So, during the week of the Oscars, we have identified that Leonardo Di Caprio and the White House were, in fact, the most influential users. Both were making relevant comments and seriously engaging in the climate change debate.
However, we have excluded the irrelevant users who were only commenting on the Oscars win and the overall conversation is represented in a balanced way. As you will see from the final Twitter map at the top of this article, the effects of this one-off event are diluted even further over time.
Next, let’s look at the week ending 13 March where we can see another effect at play.
In these maps, the colours indicate different communities of users identified by machine learning algorithms as being a strong community. At this level, the grouping on the map and the colours align quite nicely.
In the map below on the left-hand side are two groups of users coloured blue and orange.
Here is a closer view. From the names of the users in the these groups it is not immediately obvious what the common topic of interest to this group might be.
However, we can see a bit more detail about these groups in our dashboard application.
Here is a screenshot of the dashboard. Highlighted in the “Tribes” list (our name for communities) is the tribe in which SteveSGoddard is the most influential user. This tribe approximately corresponds with the orange group shown in the map.
By filtering the dashboard to the SteveSGoddard tribe, we can get some insight into the topic of interest which is causing the members to cluster together.
The “topics” list in the centre is a list of topics which is identified from the content of the tweets by a machine learning process. Once the SteveSGoddard tribe is selected, the topic list is filtered to the topic which is detected in the tweets from that Tribe.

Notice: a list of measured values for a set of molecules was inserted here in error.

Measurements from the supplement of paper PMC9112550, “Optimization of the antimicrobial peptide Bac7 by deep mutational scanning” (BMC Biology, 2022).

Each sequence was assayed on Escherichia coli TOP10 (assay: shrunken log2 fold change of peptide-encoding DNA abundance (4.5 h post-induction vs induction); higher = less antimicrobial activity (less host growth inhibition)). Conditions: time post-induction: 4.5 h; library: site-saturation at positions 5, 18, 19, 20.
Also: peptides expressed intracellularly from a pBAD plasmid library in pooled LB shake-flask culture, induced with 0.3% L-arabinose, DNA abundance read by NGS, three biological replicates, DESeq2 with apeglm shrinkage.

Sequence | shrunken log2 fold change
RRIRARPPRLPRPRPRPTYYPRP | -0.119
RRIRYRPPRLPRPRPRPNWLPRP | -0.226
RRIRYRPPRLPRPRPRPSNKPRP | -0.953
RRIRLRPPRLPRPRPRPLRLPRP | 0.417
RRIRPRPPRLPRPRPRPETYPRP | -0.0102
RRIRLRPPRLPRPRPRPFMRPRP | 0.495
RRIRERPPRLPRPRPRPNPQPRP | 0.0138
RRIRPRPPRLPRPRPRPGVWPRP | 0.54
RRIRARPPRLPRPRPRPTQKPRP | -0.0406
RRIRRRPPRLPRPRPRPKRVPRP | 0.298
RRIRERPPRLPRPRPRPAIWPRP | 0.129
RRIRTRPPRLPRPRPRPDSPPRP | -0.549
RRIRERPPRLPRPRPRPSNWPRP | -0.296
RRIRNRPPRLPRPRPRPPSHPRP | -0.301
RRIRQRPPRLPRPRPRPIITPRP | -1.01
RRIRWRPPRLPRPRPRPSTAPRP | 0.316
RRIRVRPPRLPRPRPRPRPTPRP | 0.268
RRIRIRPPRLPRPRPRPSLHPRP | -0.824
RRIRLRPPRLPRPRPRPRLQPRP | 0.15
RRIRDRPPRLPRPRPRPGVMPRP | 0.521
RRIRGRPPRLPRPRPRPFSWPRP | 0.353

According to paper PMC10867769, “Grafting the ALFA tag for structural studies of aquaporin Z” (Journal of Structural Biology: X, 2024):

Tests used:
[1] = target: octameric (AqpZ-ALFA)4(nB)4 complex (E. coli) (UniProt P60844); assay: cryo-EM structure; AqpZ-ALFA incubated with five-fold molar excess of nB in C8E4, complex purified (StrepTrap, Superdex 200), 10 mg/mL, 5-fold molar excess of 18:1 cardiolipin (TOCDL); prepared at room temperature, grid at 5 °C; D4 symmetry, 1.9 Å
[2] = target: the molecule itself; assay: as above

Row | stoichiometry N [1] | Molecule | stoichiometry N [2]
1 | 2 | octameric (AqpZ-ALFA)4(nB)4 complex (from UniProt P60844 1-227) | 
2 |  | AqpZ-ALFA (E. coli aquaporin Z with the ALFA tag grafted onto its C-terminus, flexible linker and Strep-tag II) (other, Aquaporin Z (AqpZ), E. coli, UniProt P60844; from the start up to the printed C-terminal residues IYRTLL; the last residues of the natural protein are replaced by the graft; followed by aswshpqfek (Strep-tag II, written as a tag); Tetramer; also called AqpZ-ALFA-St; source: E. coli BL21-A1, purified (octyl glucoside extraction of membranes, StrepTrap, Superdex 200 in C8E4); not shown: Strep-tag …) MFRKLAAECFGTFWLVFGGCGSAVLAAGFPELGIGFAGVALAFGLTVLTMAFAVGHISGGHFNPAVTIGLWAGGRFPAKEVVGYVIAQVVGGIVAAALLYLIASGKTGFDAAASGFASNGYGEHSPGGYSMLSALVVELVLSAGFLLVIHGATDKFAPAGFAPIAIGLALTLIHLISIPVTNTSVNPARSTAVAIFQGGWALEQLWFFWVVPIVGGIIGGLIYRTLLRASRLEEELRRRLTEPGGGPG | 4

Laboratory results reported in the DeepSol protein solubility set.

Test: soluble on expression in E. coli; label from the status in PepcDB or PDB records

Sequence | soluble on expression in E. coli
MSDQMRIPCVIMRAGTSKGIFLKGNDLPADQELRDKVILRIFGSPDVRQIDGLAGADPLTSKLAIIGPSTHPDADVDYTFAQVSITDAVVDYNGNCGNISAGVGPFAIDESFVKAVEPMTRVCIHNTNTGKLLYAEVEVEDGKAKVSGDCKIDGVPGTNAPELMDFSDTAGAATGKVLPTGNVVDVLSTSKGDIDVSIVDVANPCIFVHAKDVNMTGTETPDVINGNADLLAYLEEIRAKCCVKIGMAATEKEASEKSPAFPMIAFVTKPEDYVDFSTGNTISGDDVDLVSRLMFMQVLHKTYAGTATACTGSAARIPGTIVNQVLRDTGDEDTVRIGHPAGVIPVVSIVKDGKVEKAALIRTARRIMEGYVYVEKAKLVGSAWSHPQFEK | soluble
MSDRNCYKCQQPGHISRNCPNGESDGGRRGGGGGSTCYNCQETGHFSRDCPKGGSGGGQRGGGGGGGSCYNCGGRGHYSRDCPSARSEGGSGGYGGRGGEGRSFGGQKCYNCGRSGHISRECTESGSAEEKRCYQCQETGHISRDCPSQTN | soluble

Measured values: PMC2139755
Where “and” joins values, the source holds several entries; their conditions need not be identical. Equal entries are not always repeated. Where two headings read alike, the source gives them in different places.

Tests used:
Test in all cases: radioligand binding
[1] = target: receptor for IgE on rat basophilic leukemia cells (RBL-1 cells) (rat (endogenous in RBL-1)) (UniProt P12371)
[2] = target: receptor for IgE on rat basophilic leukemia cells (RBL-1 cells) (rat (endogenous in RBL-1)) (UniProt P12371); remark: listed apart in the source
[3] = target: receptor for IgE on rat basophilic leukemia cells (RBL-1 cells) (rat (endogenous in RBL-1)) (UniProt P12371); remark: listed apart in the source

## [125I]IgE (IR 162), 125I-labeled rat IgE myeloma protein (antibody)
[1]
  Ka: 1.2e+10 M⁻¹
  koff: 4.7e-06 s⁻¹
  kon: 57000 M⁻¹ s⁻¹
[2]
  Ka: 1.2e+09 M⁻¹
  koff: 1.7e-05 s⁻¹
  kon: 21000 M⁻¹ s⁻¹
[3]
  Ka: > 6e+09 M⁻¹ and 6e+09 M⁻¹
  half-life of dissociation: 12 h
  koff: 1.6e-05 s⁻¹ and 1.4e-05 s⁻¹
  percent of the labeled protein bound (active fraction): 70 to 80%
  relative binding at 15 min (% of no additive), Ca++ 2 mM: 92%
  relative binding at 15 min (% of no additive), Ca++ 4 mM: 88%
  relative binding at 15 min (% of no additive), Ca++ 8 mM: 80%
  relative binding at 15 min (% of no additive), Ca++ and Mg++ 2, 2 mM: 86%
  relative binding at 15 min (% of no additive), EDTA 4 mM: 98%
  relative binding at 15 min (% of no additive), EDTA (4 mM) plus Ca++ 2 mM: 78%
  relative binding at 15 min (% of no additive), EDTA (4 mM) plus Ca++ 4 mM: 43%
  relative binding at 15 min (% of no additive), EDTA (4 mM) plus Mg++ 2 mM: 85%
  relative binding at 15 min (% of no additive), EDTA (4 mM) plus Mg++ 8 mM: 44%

The highlighted term “deniers” is of potential interest. (“Deniers” is not a term we have chosen, rather it’s one the algorithm detects from the tweets and highlights as best representing this group).
Here is the list of topics in which SteveSGoddard is influential, as detected by the Right Relevance service.
Here is a list of the top tweets which were sent from this tribe.
It is immediately clear that the overall topic of interest is climate change skepticism and the term “deniers” appears in some of their own top tweets (which is why the algorithm chooses that term to describe the tribe).
As an example, this is the particular story that generated the reaction on Twitter.
— Allen West (@AllenWest) March 11, 2016
This is the particular story that generated the reaction on Twitter.
Which also explains why Loretta Lynch is close to these groups in the Twitter Map.
From the maps and the dashboard, we have identified that there is a small, but clearly identifiable group of users with a shared interest in climate change skepticism who engaged in the conversation during this period.
What is striking about this particular group is their comparative isolation from the rest of the map. This means that they converse a lot about climate change, but almost exclusively among themselves. They rarely retweet or converse with people outside of their tribe. Equally, they are rarely ever retweeted or mentioned by people outside of their tribe. This would more conventionally be called an “echo chamber”.
We have, therefore, identified a community who we might want to observe as our monitoring of the climate change conversation on Twitter builds over time. In future articles, we will focus on some of the other detectable tribes.